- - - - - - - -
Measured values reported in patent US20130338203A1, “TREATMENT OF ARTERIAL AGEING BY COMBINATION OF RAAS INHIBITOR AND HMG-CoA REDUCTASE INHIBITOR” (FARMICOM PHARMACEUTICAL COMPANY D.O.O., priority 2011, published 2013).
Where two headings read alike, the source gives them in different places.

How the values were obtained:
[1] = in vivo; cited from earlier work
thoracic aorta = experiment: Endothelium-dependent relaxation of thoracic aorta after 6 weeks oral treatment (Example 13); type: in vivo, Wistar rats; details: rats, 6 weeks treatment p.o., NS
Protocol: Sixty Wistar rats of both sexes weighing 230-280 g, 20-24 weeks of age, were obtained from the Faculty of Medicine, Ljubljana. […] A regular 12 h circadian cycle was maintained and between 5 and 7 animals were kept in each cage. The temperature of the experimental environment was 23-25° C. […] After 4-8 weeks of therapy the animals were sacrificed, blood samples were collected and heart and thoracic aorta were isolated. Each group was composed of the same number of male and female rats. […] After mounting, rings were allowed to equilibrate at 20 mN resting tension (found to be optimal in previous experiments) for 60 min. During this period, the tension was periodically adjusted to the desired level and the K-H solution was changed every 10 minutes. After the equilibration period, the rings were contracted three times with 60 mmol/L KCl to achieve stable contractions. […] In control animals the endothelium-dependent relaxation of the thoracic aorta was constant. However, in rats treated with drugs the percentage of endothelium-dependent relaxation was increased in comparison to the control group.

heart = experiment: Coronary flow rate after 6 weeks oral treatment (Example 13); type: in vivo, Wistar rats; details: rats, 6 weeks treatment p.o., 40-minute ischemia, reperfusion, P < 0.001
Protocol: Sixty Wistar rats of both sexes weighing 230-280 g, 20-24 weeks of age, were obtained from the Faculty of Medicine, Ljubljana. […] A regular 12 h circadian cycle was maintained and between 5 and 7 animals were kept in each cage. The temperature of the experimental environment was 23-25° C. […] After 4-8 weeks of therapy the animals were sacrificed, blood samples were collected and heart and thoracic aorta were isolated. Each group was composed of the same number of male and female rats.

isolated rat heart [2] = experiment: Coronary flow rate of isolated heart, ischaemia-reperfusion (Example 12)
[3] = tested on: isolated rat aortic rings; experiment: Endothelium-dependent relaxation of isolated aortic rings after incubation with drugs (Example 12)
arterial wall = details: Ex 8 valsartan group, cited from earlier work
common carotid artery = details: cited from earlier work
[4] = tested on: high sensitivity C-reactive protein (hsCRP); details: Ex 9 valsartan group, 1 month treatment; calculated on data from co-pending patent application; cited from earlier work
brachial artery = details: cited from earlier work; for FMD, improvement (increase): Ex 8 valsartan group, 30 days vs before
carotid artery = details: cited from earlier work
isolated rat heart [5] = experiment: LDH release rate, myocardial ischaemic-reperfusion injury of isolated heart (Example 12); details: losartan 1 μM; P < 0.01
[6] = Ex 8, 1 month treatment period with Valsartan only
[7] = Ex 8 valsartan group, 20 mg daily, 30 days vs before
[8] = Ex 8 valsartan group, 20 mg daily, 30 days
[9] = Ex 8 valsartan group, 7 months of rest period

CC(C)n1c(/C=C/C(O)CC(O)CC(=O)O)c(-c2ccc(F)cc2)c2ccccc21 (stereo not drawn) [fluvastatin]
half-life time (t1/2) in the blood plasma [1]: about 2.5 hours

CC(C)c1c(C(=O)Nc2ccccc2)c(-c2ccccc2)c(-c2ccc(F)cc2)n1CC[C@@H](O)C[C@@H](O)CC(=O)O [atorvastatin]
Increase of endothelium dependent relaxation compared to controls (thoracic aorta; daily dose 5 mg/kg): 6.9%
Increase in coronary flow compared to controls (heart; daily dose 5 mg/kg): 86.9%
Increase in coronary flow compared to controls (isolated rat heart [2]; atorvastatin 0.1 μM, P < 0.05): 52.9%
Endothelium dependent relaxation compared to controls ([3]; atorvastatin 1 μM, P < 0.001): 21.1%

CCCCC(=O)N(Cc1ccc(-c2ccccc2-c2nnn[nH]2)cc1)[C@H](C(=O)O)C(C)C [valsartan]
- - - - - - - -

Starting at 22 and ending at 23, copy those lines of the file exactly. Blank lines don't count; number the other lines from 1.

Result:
half-life time (t1/2) in the blood plasma [1]: about 2.5 hours

CC(C)c1c(C(=O)Nc2ccccc2)c(-c2ccccc2)c(-c2ccc(F)cc2)n1CC[C@@H](O)C[C@@H](O)CC(=O)O [atorvastatin]